It has been asserted … that the power of observation is not developed by mathematical studies; while the truth is, that; from the most elementary mathematical notion that arises in the mind of a child to the farthest verge to which mathematical investigation has been pushed and applied, this power is in constant exercise. By observation, as here used, can only be meant the fixing of the attention upon objects (physical or mental) so as to note distinctive peculiarities—to recognize resemblances, differences, and other relations. Now the first mental act of the child recognizing the distinction between one and more than one, between one and two, two and three, etc., is exactly this. So, again, the first geometrical notions are as pure an exercise of this power as can be given. To know a straight line, to distinguish it from a curve; to recognize a triangle and distinguish the several forms—what are these, and all perception of form, but a series of observations? Nor is it alone in securing these fundamental conceptions of number and form that observation plays so important a part. The very genius of the common geometry as a method of reasoning—a system of investigation—is, that it is but a series of observations. The figure being before the eye in actual representation, or before the mind in conception, is so closely scrutinized, that all its distinctive features are perceived; auxiliary lines are drawn (the imagination leading in this), and a new series of inspections is made; and thus, by means of direct, simple observations, the investigation proceeds. So characteristic of common geometry is this method of investigation, that Comte, perhaps the ablest of all writers upon the philosophy of mathematics, is disposed to class geometry, as to its method, with the natural sciences, being based upon observation. Moreover, when we consider applied mathematics, we need only to notice that the exercise of this faculty is so essential, that the basis of all such reasoning, the very material with which we build, have received the name observations. Thus we might proceed to consider the whole range of the human faculties, and find for the most of them ample scope for exercise in mathematical studies. Certainly, the memory will not be found to be neglected. The very first steps in number—counting, the multiplication table, etc., make heavy demands on this power; while the higher branches require the memorizing of formulas which are simply appalling to the uninitiated. So the imagination, the creative faculty of the mind, has constant exercise in all original mathematical investigations, from the solution of the simplest problems to the discovery of the most recondite principle; for it is not by sure, consecutive steps, as many suppose, that we advance from the known to the unknown. The imagination, not the logical faculty, leads in this advance. In fact, practical observation is often in advance of logical exposition. Thus, in the discovery of truth, the imagination habitually presents hypotheses, and observation supplies facts, which it may require ages for the tardy reason to connect logically with the known. Of this truth, mathematics, as well as all other sciences, affords abundant illustrations. So remarkably true is this, that today it is seriously questioned by the majority of thinkers, whether the sublimest branch of mathematics,—the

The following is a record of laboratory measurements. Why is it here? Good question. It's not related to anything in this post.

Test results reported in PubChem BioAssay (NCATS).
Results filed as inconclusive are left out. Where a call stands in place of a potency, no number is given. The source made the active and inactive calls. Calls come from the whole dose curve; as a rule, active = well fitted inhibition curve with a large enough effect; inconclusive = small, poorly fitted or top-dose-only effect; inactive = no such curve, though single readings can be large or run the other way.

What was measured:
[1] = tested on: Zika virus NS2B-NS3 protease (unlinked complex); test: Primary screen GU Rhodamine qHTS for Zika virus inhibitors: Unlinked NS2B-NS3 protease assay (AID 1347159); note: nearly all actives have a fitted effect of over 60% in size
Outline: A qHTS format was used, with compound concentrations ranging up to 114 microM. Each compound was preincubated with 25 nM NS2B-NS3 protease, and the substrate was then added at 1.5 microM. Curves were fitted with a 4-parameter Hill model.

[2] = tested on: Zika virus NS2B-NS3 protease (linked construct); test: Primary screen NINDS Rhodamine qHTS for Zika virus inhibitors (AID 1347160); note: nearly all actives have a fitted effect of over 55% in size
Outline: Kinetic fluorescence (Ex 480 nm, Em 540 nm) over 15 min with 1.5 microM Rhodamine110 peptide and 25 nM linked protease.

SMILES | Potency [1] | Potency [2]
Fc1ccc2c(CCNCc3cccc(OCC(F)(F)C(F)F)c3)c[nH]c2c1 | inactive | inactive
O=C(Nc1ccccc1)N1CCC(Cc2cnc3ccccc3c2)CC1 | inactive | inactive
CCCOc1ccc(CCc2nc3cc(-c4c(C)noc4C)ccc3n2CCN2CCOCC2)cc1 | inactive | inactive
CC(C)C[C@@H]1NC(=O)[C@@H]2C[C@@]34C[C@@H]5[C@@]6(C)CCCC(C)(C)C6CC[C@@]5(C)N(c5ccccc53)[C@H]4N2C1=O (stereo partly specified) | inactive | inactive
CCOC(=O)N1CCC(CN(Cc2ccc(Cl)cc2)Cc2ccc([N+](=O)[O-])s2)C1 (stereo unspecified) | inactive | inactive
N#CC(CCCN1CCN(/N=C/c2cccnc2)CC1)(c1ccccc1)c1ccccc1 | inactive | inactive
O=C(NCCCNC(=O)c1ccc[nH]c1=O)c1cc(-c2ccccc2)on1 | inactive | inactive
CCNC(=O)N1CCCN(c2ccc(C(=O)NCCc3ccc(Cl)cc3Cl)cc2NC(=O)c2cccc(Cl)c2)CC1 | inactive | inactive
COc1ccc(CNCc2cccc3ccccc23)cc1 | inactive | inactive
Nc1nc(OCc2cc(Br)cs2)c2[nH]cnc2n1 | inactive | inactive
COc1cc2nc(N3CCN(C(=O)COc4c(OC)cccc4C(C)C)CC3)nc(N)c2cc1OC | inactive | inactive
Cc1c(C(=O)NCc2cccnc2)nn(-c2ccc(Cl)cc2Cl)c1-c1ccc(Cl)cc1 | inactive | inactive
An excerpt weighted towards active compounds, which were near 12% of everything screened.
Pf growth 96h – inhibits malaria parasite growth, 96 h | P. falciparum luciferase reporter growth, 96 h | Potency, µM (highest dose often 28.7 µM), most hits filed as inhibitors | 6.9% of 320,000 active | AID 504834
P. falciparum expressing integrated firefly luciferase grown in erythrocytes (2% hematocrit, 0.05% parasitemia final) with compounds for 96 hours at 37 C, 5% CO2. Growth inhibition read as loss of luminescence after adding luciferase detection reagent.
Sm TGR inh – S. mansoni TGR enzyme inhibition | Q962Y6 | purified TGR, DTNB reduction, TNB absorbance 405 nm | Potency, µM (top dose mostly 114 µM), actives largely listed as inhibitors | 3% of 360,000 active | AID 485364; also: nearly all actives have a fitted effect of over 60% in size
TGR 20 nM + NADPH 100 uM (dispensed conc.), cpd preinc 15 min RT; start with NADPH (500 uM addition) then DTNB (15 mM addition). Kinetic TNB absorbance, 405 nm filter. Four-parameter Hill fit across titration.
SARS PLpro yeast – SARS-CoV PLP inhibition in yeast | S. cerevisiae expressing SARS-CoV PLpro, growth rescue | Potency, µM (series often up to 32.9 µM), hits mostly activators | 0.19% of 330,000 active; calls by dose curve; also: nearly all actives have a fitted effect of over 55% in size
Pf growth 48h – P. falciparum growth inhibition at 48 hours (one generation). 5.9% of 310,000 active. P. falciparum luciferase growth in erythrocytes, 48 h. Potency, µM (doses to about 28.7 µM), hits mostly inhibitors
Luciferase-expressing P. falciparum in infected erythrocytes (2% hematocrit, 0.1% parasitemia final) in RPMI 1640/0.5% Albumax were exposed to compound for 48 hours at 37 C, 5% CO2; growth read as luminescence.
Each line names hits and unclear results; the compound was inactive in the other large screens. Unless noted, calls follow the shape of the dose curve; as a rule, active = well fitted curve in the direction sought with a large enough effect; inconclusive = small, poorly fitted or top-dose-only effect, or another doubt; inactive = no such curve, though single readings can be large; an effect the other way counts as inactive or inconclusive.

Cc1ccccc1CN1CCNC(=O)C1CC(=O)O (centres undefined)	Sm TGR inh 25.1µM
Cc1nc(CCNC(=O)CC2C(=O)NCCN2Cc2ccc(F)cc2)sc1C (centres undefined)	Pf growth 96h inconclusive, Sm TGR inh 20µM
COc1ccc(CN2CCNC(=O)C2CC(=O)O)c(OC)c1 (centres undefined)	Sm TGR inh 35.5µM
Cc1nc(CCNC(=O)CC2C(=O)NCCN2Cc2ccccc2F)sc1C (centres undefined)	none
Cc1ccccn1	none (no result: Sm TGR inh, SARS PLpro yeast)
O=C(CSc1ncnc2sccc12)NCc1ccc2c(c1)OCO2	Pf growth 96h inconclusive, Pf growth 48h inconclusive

*infinitesimal calculus*—has anything more than an empirical foundation, mathematicians themselves not being agreed as to its logical basis. That the imagination, and not the logical faculty, leads in all original investigation, no one who has ever succeeded in producing an original demonstration of one of the simpler propositions of geometry, can have any doubt. Nor are*induction*,*analogy*, the*scrutinization*of*premises*or the*search*for them, or the*balancing*of*probabilities*, spheres of mental operations foreign to mathematics. No one, indeed, can claim preeminence for mathematical studies in all these departments of intellectual culture, but it may, perhaps, be claimed that scarcely any department of science affords discipline to so great a number of faculties, and that none presents so complete a gradation in the exercise of these faculties, from the first principles of the science to the farthest extent of its applications, as mathematics.